A night at the cinema

At the tender age of 3,  I stepped on stage as Sheep #3 in my church’s Christmas pageant.  I was in love with the theatre from that very moment.

During my vacation planning, I always ensure I carve out a few hours to “take in a show.” However, there are times when a night at the theatre isn’t possible (no tickets, showtime conflicts, PRICE).

For those rare occasions, I must quench my theatre passion with a trip to the local cinema.

I know what you’re thinking — “why spend valuable vacation time going to the movies?”

Visiting the local cinema in various countries is a wondrous event. My visits have provided me with great cultural awareness and insights. This comes in handy when you’re a writer. Seeing a film in Bulgaria is a totally different experience than seeing a film in Scotland, which is different than seeing the same film in the United States.

You can watch the same film in each country and the reactions would be completely different. What’s heartwarming and beautiful in the U.S. can be viewed as gut-wrenching and unrealistic at a theatre in Austria.

For instance, during my weekend excursion in Edinburgh, I decided to see Kingsman: The Golden Circle. Having enjoyed Kingsman: The Secret Service, I wanted to check out the sequel. Luckily the local cinema was a hop, skip and a jump from my AirBnB rental.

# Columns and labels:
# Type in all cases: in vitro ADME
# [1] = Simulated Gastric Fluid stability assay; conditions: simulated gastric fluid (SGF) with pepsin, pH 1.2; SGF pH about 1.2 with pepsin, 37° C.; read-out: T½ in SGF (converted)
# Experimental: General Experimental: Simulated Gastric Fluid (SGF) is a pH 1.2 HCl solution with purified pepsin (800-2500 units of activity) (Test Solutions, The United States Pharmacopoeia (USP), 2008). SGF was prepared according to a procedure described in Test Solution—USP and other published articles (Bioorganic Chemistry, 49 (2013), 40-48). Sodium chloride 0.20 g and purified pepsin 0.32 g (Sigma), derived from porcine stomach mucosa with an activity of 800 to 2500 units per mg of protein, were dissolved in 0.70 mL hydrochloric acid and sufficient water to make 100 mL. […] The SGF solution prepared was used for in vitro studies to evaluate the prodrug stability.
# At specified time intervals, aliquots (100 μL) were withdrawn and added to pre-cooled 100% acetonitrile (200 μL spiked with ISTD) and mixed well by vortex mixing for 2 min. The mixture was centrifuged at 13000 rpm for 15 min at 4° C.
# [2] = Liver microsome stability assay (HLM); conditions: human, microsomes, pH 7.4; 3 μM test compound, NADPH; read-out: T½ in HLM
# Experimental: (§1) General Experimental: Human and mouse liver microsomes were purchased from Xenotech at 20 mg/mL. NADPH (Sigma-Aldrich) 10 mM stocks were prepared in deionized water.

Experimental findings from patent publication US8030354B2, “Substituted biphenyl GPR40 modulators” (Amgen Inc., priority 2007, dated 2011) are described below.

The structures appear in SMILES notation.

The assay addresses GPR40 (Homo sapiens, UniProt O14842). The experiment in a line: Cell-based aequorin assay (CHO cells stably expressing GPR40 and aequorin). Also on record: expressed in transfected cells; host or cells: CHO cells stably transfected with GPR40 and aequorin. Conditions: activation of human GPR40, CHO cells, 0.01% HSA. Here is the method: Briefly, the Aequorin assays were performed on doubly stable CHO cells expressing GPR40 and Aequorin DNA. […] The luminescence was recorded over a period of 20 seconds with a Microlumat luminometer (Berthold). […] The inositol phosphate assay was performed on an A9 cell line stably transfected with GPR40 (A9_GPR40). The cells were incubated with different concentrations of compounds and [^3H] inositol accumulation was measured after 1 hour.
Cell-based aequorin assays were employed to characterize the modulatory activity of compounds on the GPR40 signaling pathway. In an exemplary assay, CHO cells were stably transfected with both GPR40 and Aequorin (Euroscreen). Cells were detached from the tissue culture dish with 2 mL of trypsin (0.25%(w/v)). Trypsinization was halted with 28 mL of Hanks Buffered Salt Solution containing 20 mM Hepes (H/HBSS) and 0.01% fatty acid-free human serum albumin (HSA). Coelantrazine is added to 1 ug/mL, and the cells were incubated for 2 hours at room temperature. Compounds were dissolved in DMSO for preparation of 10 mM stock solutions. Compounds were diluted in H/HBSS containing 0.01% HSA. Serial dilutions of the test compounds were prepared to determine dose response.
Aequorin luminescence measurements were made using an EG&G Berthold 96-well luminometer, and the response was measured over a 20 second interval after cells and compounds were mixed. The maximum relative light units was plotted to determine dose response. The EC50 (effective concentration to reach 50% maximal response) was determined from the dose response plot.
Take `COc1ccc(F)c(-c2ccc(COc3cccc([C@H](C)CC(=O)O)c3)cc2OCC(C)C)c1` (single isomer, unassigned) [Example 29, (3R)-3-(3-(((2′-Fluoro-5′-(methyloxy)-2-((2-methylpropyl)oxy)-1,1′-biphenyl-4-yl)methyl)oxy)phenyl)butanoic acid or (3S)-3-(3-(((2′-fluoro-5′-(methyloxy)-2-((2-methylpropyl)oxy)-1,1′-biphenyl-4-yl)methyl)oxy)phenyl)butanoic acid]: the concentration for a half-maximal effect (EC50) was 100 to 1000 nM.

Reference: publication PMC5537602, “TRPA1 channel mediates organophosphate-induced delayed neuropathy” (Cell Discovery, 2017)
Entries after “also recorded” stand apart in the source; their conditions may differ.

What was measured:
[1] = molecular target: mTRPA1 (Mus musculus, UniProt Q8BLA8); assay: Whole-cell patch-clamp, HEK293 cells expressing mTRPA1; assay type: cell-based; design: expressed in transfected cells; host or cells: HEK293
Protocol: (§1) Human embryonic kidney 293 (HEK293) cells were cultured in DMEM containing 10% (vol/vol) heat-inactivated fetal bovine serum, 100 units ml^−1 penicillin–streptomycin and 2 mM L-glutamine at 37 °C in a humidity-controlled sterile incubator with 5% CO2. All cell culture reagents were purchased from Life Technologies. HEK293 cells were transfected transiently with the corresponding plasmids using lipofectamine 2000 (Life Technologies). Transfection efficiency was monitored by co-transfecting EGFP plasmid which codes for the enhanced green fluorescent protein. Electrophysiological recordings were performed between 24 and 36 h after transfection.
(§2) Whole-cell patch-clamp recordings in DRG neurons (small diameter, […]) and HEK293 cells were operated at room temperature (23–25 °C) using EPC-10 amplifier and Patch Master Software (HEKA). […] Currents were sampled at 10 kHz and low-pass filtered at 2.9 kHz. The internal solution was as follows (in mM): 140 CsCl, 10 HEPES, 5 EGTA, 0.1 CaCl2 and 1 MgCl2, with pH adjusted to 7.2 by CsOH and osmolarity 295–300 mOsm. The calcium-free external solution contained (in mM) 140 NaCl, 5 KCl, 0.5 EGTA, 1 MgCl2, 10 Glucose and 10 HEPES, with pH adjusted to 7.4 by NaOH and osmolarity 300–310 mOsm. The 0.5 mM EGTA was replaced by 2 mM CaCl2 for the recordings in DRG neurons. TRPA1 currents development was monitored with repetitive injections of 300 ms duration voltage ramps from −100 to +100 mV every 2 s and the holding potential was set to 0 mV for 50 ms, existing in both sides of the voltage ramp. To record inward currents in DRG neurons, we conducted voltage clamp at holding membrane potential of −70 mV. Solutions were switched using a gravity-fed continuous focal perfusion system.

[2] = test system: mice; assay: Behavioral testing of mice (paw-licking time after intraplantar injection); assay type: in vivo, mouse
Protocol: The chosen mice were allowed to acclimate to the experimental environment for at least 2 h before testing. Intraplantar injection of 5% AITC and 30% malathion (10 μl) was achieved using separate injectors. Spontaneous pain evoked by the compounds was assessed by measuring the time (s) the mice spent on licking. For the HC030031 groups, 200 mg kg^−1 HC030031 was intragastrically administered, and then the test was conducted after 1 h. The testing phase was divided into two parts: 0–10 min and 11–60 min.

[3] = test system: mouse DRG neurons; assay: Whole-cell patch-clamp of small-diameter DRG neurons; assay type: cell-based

It was a nice and cool night, so I decided to walk the five blocks and save £10 on a taxi. Upon arrival, I paid for my ticket, selected my seat, bought some overpriced snacks and sat down to enjoy the show. Nothing unusual or different than what I experience in the U.S., although the cinema staff were nicer.

For much of the movie, things were pretty much the same as they are in the states: people talking on their cell phones, folks snogging (kissing to us Americans) in the back row, and a few parents trying to explain a very racy scene to their clearly too-young-for-this-movie youngsters. However, I made a strange observation mid-way through the film.

I noticed I was the only person in the auditorium laughing at the comical bits of the movie. No, seriously, I was the only person laughing.

My mind took some time to process this phenomenal. Were the references just bad puns and not funny? Was the movie so cringe-worthy that laughing would be demeaning? Was the audience just being nice and polite and that’s why they weren’t laughing? So many questions.

I observed the same phenomenal when I ventured out to see Victoria & Abdul .

To this day it still boggles my mind.

Nevertheless, I’ll chalk feeling right up there with the same feeling I had the moment I stepped into a South Korean theatre to see an Italian opera set in France …

Another cultural learning experience. And much needed background for my Key 2 Destruction, my upcoming novel.

Until next time …


me and whiskey

Hidden Gems

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